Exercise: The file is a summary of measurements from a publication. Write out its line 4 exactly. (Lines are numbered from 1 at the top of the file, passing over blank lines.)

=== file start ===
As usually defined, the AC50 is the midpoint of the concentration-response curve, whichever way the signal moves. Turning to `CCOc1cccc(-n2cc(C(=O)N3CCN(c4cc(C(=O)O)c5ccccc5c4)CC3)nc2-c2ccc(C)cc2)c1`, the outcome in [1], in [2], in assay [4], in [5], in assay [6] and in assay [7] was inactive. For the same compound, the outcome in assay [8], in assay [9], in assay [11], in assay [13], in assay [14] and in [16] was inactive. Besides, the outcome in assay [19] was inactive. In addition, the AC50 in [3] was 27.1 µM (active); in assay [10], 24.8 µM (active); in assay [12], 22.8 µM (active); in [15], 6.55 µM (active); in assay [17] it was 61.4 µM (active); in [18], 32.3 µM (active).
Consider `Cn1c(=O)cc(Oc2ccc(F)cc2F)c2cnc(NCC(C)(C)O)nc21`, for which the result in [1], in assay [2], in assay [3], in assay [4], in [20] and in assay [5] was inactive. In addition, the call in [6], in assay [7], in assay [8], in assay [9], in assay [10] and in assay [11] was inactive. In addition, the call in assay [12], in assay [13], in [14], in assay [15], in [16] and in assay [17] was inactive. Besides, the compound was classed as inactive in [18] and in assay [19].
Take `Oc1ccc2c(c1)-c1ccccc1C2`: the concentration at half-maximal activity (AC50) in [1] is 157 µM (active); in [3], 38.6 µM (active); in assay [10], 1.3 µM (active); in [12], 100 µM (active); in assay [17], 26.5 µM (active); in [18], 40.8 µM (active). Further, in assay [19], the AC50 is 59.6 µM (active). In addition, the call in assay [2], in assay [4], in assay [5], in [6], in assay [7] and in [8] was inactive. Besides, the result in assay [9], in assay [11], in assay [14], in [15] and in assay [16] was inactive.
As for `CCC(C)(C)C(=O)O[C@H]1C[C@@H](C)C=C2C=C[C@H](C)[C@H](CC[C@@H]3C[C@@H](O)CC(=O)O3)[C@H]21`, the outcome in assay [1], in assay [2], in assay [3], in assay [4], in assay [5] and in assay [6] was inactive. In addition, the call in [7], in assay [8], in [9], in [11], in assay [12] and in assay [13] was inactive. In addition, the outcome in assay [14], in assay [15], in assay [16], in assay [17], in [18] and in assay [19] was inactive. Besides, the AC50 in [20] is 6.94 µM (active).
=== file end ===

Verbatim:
As for `CCC(C)(C)C(=O)O[C@H]1C[C@@H](C)C=C2C=C[C@H](C)[C@H](CC[C@@H]3C[C@@H](O)CC(=O)O3)[C@H]21`, the outcome in assay [1], in assay [2], in assay [3], in assay [4], in assay [5] and in assay [6] was inactive. In addition, the call in [7], in assay [8], in [9], in [11], in assay [12] and in assay [13] was inactive. In addition, the outcome in assay [14], in assay [15], in assay [16], in assay [17], in [18] and in assay [19] was inactive. Besides, the AC50 in [20] is 6.94 µM (active).